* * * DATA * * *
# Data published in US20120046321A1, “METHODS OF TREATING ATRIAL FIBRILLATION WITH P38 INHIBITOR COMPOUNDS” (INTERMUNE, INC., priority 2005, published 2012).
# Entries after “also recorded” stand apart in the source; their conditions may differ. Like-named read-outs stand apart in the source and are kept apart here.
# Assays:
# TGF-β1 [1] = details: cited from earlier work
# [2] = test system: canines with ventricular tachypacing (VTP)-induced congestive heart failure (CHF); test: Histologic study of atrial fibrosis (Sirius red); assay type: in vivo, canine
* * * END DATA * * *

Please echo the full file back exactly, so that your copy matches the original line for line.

# Data published in US20120046321A1, “METHODS OF TREATING ATRIAL FIBRILLATION WITH P38 INHIBITOR COMPOUNDS” (INTERMUNE, INC., priority 2005, published 2012).
# Entries after “also recorded” stand apart in the source; their conditions may differ. Like-named read-outs stand apart in the source and are kept apart here.
# Assays:
# TGF-β1 [1] = details: cited from earlier work
# [2] = test system: canines with ventricular tachypacing (VTP)-induced congestive heart failure (CHF); test: Histologic study of atrial fibrosis (Sirius red); assay type: in vivo, canine